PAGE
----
Health Insurance

Getting employer-sponsored insurance may be one reason to go back to work. On average, premiums for employer-sponsored health insurance were $22,463 for a family in 2022, according to the Kaiser Family Foundation, with employers covering everything except $6,106 of that. If your family has health insurance through the public health insurance marketplace, know that a job offering health insurance typically makes you ineligible for a marketplace plan. Because tax credits and cost-sharing reductions can drastically lower the cost of marketplace plans, an employer-based plan might cost more than a marketplace policy. Talking to an insurance broker familiar with the marketplace can help you determine what makes the most sense.

A Retirement Plan

An employer-sponsored retirement plan can boost your long-term savings significantly. A 401(k) plan's annual contribution limits are more than triple the limits for the individual IRA a stay-at-home parent may have. What's more, some employers match a percentage of your 401(k) contributions, letting you save the same amount while investing less of your own money. If you earn $50,000 annually and contribute to an employer-sponsored 401(k), taking just one year off work could cost as much as $106,469 in retirement savings over a lifetime, Fidelity reports—which means going back to work could earn you the same amount.

Other Benefits and Perks

Many employers offer money-saving benefits such as:

How to Budget for Your New Lifestyle

Once you re-enter the workforce, sit down with your partner to review and revise your household budget. It may be tempting to splurge on clothes, meals out or vacations now that you have two incomes. Beware lifestyle creep, but be sure to build some of these "treats" into your budget. Your budget should also include a plan to set aside money for long-term financial goals such as building an emergency fund, saving for retirement, making a down payment on a home or financing children's college funds.

You can also look for ways to save on the new expenses that come with a job. For example:

  • See if family members can provide child care, or consider hiring a nanny and splitting the cost with another family. Ask whether your employer offers any child-care benefits, such as discounts at local child-care centers.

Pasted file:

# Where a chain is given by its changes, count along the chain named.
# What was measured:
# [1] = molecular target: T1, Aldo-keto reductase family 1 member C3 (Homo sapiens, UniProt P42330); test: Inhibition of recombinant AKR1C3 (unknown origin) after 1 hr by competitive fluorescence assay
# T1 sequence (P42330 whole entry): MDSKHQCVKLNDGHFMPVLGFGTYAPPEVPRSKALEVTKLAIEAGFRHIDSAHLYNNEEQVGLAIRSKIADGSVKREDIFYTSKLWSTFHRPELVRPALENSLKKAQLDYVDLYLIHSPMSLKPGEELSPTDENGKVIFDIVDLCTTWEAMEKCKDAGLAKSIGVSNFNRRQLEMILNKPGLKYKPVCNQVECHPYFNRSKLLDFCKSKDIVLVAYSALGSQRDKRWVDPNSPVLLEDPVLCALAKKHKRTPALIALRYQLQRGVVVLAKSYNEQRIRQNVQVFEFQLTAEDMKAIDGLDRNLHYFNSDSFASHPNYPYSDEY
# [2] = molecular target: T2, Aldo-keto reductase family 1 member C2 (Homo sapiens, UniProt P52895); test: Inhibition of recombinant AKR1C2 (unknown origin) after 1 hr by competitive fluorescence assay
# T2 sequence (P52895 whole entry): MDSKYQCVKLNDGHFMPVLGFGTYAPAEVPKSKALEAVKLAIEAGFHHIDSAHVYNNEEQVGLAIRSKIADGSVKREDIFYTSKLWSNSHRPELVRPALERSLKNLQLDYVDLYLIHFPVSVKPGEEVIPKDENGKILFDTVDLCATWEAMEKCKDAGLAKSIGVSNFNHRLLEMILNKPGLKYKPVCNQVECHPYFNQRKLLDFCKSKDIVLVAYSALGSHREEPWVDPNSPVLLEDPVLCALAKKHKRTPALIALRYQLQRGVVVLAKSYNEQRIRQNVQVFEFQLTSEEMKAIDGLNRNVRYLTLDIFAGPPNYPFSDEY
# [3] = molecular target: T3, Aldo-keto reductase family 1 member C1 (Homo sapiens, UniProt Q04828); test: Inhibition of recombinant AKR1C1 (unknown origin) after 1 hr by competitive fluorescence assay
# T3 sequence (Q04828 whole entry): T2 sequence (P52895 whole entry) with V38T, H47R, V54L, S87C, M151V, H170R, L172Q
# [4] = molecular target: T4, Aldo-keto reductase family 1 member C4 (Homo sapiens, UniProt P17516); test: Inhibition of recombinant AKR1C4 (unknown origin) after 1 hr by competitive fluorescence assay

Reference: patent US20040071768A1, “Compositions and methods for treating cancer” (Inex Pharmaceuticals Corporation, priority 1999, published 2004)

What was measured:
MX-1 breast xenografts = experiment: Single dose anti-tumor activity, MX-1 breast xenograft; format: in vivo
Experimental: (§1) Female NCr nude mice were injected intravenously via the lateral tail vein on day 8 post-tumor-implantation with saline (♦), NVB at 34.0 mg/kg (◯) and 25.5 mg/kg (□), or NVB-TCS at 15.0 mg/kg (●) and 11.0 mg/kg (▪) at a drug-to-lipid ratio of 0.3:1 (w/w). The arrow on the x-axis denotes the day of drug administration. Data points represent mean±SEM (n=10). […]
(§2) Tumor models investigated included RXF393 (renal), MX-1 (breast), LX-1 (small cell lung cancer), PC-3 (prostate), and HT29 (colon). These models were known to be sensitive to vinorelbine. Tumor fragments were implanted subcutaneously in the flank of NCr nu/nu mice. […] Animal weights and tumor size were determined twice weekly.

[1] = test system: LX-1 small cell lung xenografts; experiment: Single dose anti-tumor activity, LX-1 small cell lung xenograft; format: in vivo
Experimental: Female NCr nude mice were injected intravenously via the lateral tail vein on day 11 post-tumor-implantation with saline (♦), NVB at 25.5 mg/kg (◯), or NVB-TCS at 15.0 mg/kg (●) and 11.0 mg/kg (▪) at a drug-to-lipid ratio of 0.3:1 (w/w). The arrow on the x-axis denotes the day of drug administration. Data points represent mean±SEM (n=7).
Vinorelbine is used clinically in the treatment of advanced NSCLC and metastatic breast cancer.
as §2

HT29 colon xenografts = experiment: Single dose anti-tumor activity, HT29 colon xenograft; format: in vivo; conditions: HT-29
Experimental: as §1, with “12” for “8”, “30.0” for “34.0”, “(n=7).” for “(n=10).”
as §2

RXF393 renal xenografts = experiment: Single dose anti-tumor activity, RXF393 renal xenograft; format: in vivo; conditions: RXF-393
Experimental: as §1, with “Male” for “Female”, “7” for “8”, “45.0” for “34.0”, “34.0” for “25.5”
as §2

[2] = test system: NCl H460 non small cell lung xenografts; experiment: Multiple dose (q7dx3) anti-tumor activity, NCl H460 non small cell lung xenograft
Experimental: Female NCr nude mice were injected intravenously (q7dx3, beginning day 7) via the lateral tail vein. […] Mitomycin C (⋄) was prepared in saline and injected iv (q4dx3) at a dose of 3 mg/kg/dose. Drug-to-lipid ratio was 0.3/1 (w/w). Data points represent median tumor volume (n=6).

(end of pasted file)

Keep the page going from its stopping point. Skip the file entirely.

• Tax savings can also reduce child-care costs. Some companies offer dependent care flexible spending accounts you can use to save money tax-free for qualified child-care expenses. The Child and Dependent Care Credit allows you to deduct the cost of work-related child-care expenses for children under 13 on your income taxes, up to certain limits.
  • Build a work wardrobe by swapping clothes with friends or buying from thrift stores or resale sites such as Poshmark, Thredup or eBay. To avoid wasting money, clarify your employer's dress code and see how your co-workers dress before you shop.
  • See if your employer offers a ride share or shuttle or reimburses your commuting expenses. Look for other employees to carpool with.
  • Consider using rewards credit cards for job-related expenses, such as gasoline, lunches or clothing, to help recoup some of your costs. Just don't get carried away and overspend to earn rewards. Building up a balance you can't pay off could cost more in interest than you earn in rewards.

The Choice Is Up to You

Only you can decide if returning to work makes sense for you. Maintaining good credit can boost your family's finances by making it easier to access loans and credit at lower cost. Whether working outside the home or not, every parent is busy. Sign up for free credit monitoring and let Experian keep tabs on your credit while you focus on what really matters: your family.